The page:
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    Default Re: Vet found mass on my eastern grey

    Advise also to get an x-ray of the neck, chest, abdomen, and testicles.

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    Default Re: Vet found mass on my eastern grey

    Quote Originally Posted by SamtheSquirrel2018 View Post
    I meant mass, not ass! LOL!
    StS
    ... fixed it.
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    Default Re: Vet found mass on my eastern grey

    Quote Originally Posted by SamtheSquirrel2018 View Post
    Hi JayCro:
    I have been away for over a day because of work and just noticed your response the responses of other Squirrel Board Members.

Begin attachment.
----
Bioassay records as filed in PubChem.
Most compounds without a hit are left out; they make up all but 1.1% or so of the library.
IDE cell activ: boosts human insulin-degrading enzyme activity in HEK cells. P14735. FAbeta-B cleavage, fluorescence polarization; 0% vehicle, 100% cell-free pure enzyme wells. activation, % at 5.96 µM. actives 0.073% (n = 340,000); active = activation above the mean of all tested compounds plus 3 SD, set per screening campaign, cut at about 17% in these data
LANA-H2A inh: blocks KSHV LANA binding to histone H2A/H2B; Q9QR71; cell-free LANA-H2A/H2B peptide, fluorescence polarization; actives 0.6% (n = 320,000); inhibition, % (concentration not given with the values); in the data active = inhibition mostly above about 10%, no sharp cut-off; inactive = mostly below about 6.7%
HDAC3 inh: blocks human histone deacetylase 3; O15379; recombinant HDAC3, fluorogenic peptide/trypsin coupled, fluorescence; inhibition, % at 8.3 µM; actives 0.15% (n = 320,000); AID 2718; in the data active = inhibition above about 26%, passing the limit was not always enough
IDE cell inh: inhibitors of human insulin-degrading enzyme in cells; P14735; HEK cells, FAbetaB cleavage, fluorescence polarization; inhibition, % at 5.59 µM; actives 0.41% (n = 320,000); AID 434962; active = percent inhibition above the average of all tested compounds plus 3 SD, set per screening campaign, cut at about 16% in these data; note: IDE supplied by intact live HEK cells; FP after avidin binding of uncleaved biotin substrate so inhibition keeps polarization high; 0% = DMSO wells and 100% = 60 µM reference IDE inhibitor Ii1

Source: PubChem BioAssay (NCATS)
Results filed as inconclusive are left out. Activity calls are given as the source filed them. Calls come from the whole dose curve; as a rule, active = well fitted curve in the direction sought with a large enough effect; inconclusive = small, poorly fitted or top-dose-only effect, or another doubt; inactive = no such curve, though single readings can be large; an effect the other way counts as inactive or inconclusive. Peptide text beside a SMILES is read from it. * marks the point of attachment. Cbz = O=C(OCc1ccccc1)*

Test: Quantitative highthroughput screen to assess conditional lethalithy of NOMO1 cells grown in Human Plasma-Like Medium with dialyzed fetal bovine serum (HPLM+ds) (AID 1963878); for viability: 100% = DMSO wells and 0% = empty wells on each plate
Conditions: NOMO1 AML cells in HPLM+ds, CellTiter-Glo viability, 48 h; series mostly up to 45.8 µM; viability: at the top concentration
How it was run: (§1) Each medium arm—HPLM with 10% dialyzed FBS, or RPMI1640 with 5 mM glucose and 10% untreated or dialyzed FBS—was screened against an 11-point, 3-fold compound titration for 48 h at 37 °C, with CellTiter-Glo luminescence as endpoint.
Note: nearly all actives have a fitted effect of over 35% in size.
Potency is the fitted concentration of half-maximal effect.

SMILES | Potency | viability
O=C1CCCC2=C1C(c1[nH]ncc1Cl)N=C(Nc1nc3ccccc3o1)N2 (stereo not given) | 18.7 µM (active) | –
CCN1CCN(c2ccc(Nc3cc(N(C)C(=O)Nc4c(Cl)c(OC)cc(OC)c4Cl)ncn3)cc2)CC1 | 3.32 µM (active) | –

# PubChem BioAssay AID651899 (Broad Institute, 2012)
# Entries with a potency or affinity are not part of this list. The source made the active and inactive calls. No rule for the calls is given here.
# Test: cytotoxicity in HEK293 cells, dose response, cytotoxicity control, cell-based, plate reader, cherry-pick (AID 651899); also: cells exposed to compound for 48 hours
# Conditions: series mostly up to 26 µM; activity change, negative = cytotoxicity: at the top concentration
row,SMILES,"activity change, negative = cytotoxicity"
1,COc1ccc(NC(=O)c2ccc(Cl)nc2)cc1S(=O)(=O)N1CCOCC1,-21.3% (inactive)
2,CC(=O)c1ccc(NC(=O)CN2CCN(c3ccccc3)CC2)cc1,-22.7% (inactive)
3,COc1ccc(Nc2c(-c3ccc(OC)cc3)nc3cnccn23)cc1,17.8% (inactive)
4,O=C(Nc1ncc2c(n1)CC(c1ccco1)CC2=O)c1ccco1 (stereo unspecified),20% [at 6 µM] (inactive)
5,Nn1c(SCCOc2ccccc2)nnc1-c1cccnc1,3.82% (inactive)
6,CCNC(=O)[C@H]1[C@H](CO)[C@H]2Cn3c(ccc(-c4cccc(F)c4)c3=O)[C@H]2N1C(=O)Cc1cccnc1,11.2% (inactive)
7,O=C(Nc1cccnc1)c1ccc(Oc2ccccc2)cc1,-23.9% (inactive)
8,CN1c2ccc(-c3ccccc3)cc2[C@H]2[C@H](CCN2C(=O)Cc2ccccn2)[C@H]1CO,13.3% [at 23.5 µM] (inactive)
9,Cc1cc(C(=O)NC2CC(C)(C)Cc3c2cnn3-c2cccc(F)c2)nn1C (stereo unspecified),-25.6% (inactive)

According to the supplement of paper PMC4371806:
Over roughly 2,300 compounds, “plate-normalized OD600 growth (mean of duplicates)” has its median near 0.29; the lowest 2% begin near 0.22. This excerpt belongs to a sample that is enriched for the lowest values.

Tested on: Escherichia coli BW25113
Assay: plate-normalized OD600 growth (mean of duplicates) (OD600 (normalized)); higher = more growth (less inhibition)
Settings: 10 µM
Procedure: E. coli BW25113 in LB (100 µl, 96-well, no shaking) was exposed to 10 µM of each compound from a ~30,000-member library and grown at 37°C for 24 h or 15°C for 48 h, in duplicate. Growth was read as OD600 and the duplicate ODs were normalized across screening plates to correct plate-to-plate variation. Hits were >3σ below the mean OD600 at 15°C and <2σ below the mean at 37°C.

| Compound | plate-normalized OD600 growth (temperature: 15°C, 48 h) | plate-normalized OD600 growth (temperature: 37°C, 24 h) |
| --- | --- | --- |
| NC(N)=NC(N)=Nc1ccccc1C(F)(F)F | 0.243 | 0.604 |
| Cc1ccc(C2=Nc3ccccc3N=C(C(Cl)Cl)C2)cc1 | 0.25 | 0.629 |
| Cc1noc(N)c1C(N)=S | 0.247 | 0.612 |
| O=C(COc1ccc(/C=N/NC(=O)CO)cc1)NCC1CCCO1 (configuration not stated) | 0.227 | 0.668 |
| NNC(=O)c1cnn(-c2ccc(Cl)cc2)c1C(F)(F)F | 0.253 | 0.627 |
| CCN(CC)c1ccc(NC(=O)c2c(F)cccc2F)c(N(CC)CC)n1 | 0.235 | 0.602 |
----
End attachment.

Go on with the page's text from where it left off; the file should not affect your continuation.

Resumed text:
I truly have never heard of such a thing where surgery is scheduled first without any idea what the mass may be and certainly without any attempts at trying to find out before a relatively elderly Squirrel is subject to the very real risks of both anesthesia and the surgery itself. It would just appear that with the procedure scheduled and x-rays also scheduled before surgery, the Vet is has already plasnned on performing the surgery regardless of what the x-rays show. Unless this is an emergent, life or death situation, there is no reason why imaging studies and a biopsy should not have been done BEFORE surgery is scheduled. Only if you know what this is should any consideration be made for removing it or for any surgical intervention ! Also, from my prior post; a vastly more useful and very simple imaging study that should have been done is an ultrasound. X-ra studies may have some minimal benefits but x-rays studies are not usually beneficial for looking at soft tissues, they are good for seeing bones. They can be used for some soft tissue exams such as a chest x-ray but this is a special situation and its advantage lies in the fact that the there are interfaces between bone, relatively dense tissue such as the heart and the normally air filled lungs. With your Squirrel, there is no significant interface between the mass and the surrounding tissues and while it may (on a good day!) possibly be able to see the size of the mass, your really don't need that as you can feel it. Also, an x-ray may reveal calcifications in the mass but the significance is not necessarily going to be obvious and certainly no decision for or against surgery is likely to result from this. One thing that might be evident in an x-ray is whether or not the mass has spread to underlying bone and x-ray films could likely show this.